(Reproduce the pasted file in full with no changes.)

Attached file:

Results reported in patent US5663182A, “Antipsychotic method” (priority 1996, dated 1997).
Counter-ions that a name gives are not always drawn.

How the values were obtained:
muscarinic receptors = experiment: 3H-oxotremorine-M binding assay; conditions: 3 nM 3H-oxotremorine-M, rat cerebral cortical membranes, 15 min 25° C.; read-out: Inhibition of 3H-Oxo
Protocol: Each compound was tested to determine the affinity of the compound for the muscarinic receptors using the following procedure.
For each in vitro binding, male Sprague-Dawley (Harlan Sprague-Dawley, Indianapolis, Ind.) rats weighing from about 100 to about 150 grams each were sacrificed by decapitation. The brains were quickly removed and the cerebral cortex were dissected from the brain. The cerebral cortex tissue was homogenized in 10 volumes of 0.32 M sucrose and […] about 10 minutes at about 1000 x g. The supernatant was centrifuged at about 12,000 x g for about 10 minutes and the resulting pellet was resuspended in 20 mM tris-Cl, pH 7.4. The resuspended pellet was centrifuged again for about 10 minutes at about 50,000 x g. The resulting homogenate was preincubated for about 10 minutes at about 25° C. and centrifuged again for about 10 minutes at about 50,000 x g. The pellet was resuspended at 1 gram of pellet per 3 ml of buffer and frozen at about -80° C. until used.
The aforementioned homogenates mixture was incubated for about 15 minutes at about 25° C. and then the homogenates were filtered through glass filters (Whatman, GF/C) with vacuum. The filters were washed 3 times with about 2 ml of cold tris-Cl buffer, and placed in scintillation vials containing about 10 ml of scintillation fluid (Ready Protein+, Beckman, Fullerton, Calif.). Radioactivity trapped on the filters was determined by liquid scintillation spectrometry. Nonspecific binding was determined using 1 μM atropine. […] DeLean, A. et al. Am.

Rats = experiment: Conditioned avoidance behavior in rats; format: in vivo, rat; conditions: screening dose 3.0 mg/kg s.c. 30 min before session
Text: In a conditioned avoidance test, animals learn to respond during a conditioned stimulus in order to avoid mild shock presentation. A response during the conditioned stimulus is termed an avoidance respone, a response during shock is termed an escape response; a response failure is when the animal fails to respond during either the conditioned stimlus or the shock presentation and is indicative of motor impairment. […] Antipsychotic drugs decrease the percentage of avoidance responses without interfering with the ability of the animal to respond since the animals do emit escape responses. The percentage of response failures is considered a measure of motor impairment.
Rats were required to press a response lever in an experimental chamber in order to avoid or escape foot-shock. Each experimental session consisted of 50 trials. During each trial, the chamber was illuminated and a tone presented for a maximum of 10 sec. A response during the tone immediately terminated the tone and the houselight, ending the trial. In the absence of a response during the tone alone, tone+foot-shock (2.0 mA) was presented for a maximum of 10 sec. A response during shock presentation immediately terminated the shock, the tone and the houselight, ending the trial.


Results reported in patent US5663182A, “Antipsychotic method” (priority 1996, dated 1997).
Counter-ions that a name gives are not always drawn.

How the values were obtained:
muscarinic receptors = experiment: 3H-oxotremorine-M binding assay; conditions: 3 nM 3H-oxotremorine-M, rat cerebral cortical membranes, 15 min 25° C.; read-out: Inhibition of 3H-Oxo
Protocol: Each compound was tested to determine the affinity of the compound for the muscarinic receptors using the following procedure.
For each in vitro binding, male Sprague-Dawley (Harlan Sprague-Dawley, Indianapolis, Ind.) rats weighing from about 100 to about 150 grams each were sacrificed by decapitation. The brains were quickly removed and the cerebral cortex were dissected from the brain. The cerebral cortex tissue was homogenized in 10 volumes of 0.32 M sucrose and […] about 10 minutes at about 1000 x g. The supernatant was centrifuged at about 12,000 x g for about 10 minutes and the resulting pellet was resuspended in 20 mM tris-Cl, pH 7.4. The resuspended pellet was centrifuged again for about 10 minutes at about 50,000 x g. The resulting homogenate was preincubated for about 10 minutes at about 25° C. and centrifuged again for about 10 minutes at about 50,000 x g. The pellet was resuspended at 1 gram of pellet per 3 ml of buffer and frozen at about -80° C. until used.
The aforementioned homogenates mixture was incubated for about 15 minutes at about 25° C. and then the homogenates were filtered through glass filters (Whatman, GF/C) with vacuum. The filters were washed 3 times with about 2 ml of cold tris-Cl buffer, and placed in scintillation vials containing about 10 ml of scintillation fluid (Ready Protein+, Beckman, Fullerton, Calif.). Radioactivity trapped on the filters was determined by liquid scintillation spectrometry. Nonspecific binding was determined using 1 μM atropine. […] DeLean, A. et al. Am.

Rats = experiment: Conditioned avoidance behavior in rats; format: in vivo, rat; conditions: screening dose 3.0 mg/kg s.c. 30 min before session
Text: In a conditioned avoidance test, animals learn to respond during a conditioned stimulus in order to avoid mild shock presentation. A response during the conditioned stimulus is termed an avoidance respone, a response during shock is termed an escape response; a response failure is when the animal fails to respond during either the conditioned stimlus or the shock presentation and is indicative of motor impairment. […] Antipsychotic drugs decrease the percentage of avoidance responses without interfering with the ability of the animal to respond since the animals do emit escape responses. The percentage of response failures is considered a measure of motor impairment.
Rats were required to press a response lever in an experimental chamber in order to avoid or escape foot-shock. Each experimental session consisted of 50 trials. During each trial, the chamber was illuminated and a tone presented for a maximum of 10 sec. A response during the tone immediately terminated the tone and the houselight, ending the trial. In the absence of a response during the tone alone, tone+foot-shock (2.0 mA) was presented for a maximum of 10 sec. A response during shock presentation immediately terminated the shock, the tone and the houselight, ending the trial.